Harrison council raises commercial water rates

The proposed changes also include lowering the residential flat rate

Harrison Village Office.

Most things are subject to inflation and water rates are no exception.

The Harrison Hot Springs Village Council voted to increase commercial water rates to $1.00 per cubic metre at Monday’s meeting.

Currently, commercial water rates are $0.51 per cubic metre of water, even though the projected cost to produce water in 2016 is $0.91 per cubic metre, an increase of six cents from 2015.

Because there is no minimum charge at his point, the current fee is “not sufficient to cover the costs of production,” as stated in the report presented to council, which also reads that “It is Council’s goal to continue to take steps toward rate equity to ensure that water costs are fairly shared between customer types.”

The increase in fees will be the first since April 2009, as there was a proposed increase in 2014, which was never implemented.

The proposed changes also include lowering the residential flat rate from $311 to $280 per year, and the secondary suite rate from $155 to $140.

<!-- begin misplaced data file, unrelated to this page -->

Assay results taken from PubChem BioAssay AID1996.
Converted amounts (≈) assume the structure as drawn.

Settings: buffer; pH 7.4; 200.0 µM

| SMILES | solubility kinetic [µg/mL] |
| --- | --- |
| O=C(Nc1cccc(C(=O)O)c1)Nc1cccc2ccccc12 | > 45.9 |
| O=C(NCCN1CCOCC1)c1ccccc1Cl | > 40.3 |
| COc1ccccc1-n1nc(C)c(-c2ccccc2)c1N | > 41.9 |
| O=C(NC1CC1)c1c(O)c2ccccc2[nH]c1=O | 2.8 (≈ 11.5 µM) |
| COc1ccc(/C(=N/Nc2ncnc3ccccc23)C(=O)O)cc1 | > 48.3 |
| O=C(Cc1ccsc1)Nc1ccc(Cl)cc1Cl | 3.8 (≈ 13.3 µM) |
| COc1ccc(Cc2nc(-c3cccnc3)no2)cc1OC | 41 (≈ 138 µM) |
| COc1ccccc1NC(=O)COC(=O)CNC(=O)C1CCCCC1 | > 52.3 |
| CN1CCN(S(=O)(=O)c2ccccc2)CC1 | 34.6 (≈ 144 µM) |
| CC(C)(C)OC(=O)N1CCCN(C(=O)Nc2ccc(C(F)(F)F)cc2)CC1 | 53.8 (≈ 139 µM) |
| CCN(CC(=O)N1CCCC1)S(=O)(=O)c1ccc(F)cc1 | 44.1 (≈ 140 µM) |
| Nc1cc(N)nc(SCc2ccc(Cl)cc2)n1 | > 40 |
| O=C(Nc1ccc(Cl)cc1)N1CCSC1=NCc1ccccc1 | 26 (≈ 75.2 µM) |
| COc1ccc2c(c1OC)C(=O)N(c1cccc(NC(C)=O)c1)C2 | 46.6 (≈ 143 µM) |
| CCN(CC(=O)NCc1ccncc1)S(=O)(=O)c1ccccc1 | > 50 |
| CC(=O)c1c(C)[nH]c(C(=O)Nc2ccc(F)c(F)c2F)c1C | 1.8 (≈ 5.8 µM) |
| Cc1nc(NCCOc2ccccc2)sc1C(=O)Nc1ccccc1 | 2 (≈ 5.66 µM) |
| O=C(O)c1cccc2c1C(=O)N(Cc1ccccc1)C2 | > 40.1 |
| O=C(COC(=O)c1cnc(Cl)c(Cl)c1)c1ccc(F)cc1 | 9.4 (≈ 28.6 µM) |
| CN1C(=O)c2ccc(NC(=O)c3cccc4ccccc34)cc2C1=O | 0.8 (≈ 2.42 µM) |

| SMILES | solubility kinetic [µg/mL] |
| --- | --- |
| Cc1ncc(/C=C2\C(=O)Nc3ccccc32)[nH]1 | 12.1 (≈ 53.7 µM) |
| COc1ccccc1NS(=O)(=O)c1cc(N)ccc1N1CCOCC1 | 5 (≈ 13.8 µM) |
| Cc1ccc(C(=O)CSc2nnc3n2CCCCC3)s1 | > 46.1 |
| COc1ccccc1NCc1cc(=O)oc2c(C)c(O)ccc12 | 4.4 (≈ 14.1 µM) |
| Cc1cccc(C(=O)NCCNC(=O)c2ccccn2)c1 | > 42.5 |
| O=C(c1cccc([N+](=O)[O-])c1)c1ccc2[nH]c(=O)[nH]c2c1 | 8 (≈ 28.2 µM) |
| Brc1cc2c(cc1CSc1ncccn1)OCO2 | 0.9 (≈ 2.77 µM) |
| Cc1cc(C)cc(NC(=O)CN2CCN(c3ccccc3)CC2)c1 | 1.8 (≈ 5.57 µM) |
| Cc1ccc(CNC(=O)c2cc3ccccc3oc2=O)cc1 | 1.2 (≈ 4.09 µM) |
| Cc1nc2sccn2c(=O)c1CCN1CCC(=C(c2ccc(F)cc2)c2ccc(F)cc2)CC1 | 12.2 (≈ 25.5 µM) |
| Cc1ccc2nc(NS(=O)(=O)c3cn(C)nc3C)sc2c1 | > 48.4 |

The recommendation was unanimously approved by council.

“It only makes sense that we up that so we recoup what we’re paying because it’s not sustainable currently as it is,” Councillor Sonja Reyerse noted.

Reyerse pointed out to council that the recommendation did not address short-term rental units.

“I would also like to recognize that bed and breakfasts and vacation rentals in the area should be paying because that should be looked at like a secondary suite,” she said. “It has to be a level playing field that way.”

But monitoring such units isn’t that easy, as Chief Administrative Officer Madeline McDonald explained.

“We don’t currently have a way to capture those properties because they’re not identified by any mechanism in our bylaws or in our business licencing,” she said. “We would have to come up with a way to enumerate and regulate [bed and breakfasts] of less than four units in their house and vacation rentals, which is a challenge.”

With the rise of home sharing businesses, such as Airbnb, regulating short-term rentals is becoming increasingly difficult.

“It’s a difficult issue being faced in every community and the problem is we don’t normally regulate rentals,” McDonald continued. “How to differentiate between rentals and short-term rentals and to apply those regulations fairly across the board will take some consideration.”

Rather than sending the recommendation back for further revision, council approved it, but also presented a motion that identifies vacation rentals and bed and breakfasts with less than four units, and that a category be set up with a quarterly and annual flat rate.

The new commercial rate will be effective October 1, 2016, and the new minimum quarterly charges and minimum annual rates will be implemented January 1, 2017.